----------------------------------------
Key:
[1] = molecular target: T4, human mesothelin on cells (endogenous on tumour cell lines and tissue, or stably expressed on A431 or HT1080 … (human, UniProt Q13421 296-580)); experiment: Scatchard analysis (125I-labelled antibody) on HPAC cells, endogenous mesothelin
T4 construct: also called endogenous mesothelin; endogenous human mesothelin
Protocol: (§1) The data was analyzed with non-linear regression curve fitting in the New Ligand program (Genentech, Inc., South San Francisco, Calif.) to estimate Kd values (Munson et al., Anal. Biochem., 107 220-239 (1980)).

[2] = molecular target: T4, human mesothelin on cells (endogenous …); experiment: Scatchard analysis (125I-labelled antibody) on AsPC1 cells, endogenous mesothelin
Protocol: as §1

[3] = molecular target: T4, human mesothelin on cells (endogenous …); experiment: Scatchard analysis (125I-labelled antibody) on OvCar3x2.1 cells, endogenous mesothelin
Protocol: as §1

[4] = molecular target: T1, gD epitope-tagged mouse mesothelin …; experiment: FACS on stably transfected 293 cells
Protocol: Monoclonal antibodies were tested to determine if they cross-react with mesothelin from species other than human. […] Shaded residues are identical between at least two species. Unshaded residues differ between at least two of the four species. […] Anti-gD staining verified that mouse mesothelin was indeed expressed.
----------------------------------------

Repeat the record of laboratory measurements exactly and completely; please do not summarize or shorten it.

Key:
[1] = molecular target: T4, human mesothelin on cells (endogenous on tumour cell lines and tissue, or stably expressed on A431 or HT1080 … (human, UniProt Q13421 296-580)); experiment: Scatchard analysis (125I-labelled antibody) on HPAC cells, endogenous mesothelin
T4 construct: also called endogenous mesothelin; endogenous human mesothelin
Protocol: (§1) The data was analyzed with non-linear regression curve fitting in the New Ligand program (Genentech, Inc., South San Francisco, Calif.) to estimate Kd values (Munson et al., Anal. Biochem., 107 220-239 (1980)).

[2] = molecular target: T4, human mesothelin on cells (endogenous …); experiment: Scatchard analysis (125I-labelled antibody) on AsPC1 cells, endogenous mesothelin
Protocol: as §1

[3] = molecular target: T4, human mesothelin on cells (endogenous …); experiment: Scatchard analysis (125I-labelled antibody) on OvCar3x2.1 cells, endogenous mesothelin
Protocol: as §1

[4] = molecular target: T1, gD epitope-tagged mouse mesothelin …; experiment: FACS on stably transfected 293 cells
Protocol: Monoclonal antibodies were tested to determine if they cross-react with mesothelin from species other than human. […] Shaded residues are identical between at least two species. Unshaded residues differ between at least two of the four species. […] Anti-gD staining verified that mouse mesothelin was indeed expressed.